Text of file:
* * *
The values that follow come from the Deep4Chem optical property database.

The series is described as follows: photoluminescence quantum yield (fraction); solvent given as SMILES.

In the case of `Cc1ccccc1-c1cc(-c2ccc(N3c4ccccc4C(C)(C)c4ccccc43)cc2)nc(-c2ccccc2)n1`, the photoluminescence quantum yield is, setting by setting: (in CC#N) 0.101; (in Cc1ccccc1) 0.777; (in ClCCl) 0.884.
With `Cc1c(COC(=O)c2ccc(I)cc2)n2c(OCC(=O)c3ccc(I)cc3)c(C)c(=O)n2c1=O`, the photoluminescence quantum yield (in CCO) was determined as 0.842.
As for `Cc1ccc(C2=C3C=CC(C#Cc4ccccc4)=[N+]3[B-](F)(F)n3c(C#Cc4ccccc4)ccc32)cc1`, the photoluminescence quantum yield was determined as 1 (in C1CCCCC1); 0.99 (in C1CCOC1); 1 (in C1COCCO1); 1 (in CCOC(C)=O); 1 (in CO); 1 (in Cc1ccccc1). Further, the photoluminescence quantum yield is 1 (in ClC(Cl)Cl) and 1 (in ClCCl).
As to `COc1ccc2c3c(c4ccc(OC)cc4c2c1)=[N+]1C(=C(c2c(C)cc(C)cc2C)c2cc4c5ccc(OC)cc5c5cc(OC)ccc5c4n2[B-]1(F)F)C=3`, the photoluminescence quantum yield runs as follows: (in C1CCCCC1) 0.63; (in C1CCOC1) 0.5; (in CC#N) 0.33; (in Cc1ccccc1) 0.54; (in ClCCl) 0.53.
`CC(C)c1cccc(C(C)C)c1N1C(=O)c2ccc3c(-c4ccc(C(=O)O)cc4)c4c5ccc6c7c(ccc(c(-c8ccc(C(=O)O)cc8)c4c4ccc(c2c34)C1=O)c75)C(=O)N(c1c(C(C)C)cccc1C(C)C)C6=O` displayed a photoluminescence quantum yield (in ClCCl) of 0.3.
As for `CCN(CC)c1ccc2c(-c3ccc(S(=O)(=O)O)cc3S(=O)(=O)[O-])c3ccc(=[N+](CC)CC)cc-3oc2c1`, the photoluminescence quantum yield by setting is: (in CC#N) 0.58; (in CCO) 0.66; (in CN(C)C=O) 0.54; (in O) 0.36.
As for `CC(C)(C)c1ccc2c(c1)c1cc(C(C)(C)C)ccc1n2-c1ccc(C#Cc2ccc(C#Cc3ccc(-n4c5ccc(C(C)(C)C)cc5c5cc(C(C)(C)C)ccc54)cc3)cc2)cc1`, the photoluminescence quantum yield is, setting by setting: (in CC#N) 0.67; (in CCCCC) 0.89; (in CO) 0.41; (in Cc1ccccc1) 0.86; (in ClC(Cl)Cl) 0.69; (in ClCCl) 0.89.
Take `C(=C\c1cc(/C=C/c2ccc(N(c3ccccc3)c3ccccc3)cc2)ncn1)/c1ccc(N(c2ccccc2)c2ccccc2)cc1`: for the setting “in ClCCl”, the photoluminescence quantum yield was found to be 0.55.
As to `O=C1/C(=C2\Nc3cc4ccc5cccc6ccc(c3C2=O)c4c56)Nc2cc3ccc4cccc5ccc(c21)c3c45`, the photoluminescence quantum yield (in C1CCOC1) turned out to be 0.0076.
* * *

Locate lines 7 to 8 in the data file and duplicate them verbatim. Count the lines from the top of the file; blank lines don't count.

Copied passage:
`CC(C)c1cccc(C(C)C)c1N1C(=O)c2ccc3c(-c4ccc(C(=O)O)cc4)c4c5ccc6c7c(ccc(c(-c8ccc(C(=O)O)cc8)c4c4ccc(c2c34)C1=O)c75)C(=O)N(c1c(C(C)C)cccc1C(C)C)C6=O` displayed a photoluminescence quantum yield (in ClCCl) of 0.3.
As for `CCN(CC)c1ccc2c(-c3ccc(S(=O)(=O)O)cc3S(=O)(=O)[O-])c3ccc(=[N+](CC)CC)cc-3oc2c1`, the photoluminescence quantum yield by setting is: (in CC#N) 0.58; (in CCO) 0.66; (in CN(C)C=O) 0.54; (in O) 0.36.